Royal Academy Prize Drawing: "Staircase of a Royal Palace", by Mr. Richard Phene Spiers, 1864

Royal Academy Prize Drawing: "Staircase of a Royal Palace", by Mr. Richard Phene Spiers, 1864. '...perspective view of the staircase...the corners are filled with statues in niches, and allegorical figures. A gallery runs round the upper portion of this hall, which is lighted from the top and from twelve windows piercing the sides of the dome. On the right and left are supplementary staircases...for private use by the Ministers and Diplomatic Corps. The grand staircase is entered by an archway 35 ft. wide by 52 ft. high, and is placed in a vast hall 120ft. long by 50ft. wide. The steps are 30 ft. wide, with three landings, the centre one wider than the others, and having two exedras, or resting-places. At a distance of eight or ten feet from the walls are balustrades, the spaces between which and the walls are to be filled with flowers and shrubs. On the first floor a gallery passes on each side of the staircase, and is separated from it by a range of columns 25 ft. high. This colonnade forms the chief decoration of the staircase-hall. It is surmounted by a cornice and a coved ceiling pierced with windows, between which are placed winged angels bearing crowns, palm-branches, &c. The upper portion of the ceiling is enriched by paintings'. From "Illustrated London News", 1864. (Photo by The Print Collector/Heritage Images via Getty Images)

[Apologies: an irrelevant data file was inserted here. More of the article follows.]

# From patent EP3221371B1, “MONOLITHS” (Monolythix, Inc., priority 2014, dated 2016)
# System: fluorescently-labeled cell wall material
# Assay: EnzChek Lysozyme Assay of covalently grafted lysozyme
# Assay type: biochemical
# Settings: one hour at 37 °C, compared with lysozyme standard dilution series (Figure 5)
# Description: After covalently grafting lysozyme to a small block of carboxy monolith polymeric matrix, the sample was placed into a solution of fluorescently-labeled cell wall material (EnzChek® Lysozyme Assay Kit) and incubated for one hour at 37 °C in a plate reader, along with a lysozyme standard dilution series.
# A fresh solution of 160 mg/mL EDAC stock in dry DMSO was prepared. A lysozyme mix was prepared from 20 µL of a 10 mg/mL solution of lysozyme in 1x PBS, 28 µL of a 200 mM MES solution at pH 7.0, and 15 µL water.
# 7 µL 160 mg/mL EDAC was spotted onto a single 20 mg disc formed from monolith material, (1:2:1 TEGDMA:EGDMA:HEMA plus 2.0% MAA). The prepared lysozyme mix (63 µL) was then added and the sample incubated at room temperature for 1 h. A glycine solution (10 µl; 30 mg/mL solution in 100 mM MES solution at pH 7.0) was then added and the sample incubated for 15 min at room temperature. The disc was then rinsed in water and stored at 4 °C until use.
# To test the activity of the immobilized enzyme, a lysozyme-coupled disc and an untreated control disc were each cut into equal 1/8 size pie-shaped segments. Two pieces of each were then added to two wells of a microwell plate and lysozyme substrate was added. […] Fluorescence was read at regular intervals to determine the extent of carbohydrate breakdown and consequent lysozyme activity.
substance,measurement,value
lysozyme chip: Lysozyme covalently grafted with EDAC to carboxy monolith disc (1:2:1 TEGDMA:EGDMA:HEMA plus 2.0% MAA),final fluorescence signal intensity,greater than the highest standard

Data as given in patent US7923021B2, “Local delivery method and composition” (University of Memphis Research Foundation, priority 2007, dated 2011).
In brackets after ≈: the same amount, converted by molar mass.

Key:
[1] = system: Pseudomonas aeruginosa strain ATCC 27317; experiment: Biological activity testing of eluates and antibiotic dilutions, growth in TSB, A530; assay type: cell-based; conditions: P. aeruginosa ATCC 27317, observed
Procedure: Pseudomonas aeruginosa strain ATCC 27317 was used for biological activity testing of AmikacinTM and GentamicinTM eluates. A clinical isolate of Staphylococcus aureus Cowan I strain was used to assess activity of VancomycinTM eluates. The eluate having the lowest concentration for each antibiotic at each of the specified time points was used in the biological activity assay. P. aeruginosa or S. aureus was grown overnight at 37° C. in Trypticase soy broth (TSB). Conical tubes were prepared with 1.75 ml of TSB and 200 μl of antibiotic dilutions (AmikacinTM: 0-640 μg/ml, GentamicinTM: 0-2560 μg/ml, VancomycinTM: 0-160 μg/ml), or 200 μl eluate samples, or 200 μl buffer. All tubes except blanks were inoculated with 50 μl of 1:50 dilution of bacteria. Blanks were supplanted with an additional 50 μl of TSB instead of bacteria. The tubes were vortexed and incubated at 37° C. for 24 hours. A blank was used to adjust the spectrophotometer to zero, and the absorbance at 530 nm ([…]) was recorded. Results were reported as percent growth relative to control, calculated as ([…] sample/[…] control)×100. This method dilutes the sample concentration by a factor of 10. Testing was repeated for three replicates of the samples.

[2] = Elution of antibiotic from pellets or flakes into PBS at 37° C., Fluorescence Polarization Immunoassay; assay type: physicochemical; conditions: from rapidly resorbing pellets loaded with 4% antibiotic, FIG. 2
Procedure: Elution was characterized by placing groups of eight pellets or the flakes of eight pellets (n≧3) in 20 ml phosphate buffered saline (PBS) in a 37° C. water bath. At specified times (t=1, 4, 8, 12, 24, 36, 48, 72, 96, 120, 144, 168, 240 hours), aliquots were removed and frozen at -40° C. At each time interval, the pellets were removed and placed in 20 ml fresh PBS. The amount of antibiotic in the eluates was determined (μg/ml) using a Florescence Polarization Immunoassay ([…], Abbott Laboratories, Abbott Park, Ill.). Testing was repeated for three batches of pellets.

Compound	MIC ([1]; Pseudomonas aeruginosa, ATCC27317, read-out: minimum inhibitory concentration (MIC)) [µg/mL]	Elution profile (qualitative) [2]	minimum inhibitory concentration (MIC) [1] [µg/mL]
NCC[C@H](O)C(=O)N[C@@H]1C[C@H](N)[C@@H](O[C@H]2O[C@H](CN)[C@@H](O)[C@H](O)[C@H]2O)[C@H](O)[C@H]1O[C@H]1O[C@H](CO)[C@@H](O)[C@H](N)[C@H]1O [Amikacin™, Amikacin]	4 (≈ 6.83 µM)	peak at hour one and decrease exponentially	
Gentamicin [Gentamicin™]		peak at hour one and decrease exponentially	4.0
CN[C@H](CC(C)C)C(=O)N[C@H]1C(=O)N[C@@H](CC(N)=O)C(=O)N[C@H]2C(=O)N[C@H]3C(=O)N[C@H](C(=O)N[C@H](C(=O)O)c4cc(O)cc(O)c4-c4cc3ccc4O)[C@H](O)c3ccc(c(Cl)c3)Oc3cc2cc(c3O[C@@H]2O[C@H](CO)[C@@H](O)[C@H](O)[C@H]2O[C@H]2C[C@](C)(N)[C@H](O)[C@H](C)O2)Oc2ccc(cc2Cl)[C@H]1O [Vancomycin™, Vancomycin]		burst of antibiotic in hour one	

Royal Academy Prize Drawing: "Staircase of a Royal Palace", by Mr. Richard Phene Spiers, 1864. '...perspective view of the staircase...the corners are filled with statues in niches, and allegorical figures. A gallery runs round the upper portion of this hall, which is lighted from the top and from twelve windows piercing the sides of the dome. On the right and left are supplementary staircases...for private use by the Ministers and Diplomatic Corps. The grand staircase is entered by an archway 35 ft. wide by 52 ft. high, and is placed in a vast hall 120ft. long by 50ft. wide. The steps are 30 ft. wide, with three landings, the centre one wider than the others, and having two exedras, or resting-places. At a distance of eight or ten feet from the walls are balustrades, the spaces between which and the walls are to be filled with flowers and shrubs. On the first floor a gallery passes on each side of the staircase, and is separated from it by a range of columns 25 ft. high. This colonnade forms the chief decoration of the staircase-hall. It is surmounted by a cornice and a coved ceiling pierced with windows, between which are placed winged angels bearing crowns, palm-branches, &c. The upper portion of the ceiling is enriched by paintings'. From "Illustrated London News", 1864. (Photo by The Print Collector/Heritage Images via Getty Images)
Royal Academy Prize Drawing: "Staircase of a Royal Palace", by Mr. Richard Phene Spiers, 1864
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Credit:
Heritage Images / Contributor
Editorial #:
2149023380
Collection:
Hulton Archive
Date created:
01 January, 1864
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Not released. More information
Source:
Hulton Archive
Object name:
3011877
Max file size:
2175 x 3203 px (18.42 x 27.12 cm) - 300 dpi - 5 MB